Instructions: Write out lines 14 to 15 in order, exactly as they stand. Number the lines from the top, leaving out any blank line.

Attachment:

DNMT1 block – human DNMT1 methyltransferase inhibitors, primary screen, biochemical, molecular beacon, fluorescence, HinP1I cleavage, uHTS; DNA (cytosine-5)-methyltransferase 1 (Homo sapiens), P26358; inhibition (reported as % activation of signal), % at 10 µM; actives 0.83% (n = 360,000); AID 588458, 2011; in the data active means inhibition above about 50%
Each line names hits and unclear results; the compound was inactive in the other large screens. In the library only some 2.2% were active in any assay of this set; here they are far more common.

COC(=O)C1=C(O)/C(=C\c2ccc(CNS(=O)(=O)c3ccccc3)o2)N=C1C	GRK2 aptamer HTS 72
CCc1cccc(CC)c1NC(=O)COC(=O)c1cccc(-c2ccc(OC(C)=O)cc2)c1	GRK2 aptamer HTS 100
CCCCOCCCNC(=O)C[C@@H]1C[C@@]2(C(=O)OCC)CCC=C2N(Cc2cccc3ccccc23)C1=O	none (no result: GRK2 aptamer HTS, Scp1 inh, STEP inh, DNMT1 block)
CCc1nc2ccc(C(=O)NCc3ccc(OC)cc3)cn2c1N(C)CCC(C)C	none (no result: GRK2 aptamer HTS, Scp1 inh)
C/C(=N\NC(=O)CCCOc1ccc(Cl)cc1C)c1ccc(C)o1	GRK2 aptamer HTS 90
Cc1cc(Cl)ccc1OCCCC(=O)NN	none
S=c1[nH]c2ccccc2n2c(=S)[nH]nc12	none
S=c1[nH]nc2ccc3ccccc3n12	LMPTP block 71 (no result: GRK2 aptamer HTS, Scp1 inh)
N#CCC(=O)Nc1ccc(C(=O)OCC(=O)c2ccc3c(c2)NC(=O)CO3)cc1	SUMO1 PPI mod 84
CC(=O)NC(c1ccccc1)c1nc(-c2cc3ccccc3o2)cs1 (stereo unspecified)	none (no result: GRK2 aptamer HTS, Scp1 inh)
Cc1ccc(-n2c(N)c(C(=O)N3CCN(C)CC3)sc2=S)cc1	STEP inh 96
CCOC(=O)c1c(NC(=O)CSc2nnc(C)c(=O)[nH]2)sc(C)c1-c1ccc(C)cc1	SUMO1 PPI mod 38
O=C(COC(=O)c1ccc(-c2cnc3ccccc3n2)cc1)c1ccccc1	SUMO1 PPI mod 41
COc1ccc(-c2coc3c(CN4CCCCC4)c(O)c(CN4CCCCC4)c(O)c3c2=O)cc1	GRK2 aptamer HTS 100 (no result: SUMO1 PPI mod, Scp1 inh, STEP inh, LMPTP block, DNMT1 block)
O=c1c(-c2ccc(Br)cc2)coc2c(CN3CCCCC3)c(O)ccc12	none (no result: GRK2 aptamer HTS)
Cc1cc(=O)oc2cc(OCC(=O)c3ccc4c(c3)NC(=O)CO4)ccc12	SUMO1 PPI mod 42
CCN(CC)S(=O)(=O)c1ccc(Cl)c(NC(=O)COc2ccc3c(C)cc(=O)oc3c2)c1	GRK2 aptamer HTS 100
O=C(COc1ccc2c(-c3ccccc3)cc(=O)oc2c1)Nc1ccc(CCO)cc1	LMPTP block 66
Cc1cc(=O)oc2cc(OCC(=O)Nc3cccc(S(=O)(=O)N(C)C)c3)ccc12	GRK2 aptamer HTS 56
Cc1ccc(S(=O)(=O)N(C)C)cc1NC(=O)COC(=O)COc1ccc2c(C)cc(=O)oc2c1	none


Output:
CCOC(=O)c1c(NC(=O)CSc2nnc(C)c(=O)[nH]2)sc(C)c1-c1ccc(C)cc1	SUMO1 PPI mod 38
O=C(COC(=O)c1ccc(-c2cnc3ccccc3n2)cc1)c1ccccc1	SUMO1 PPI mod 41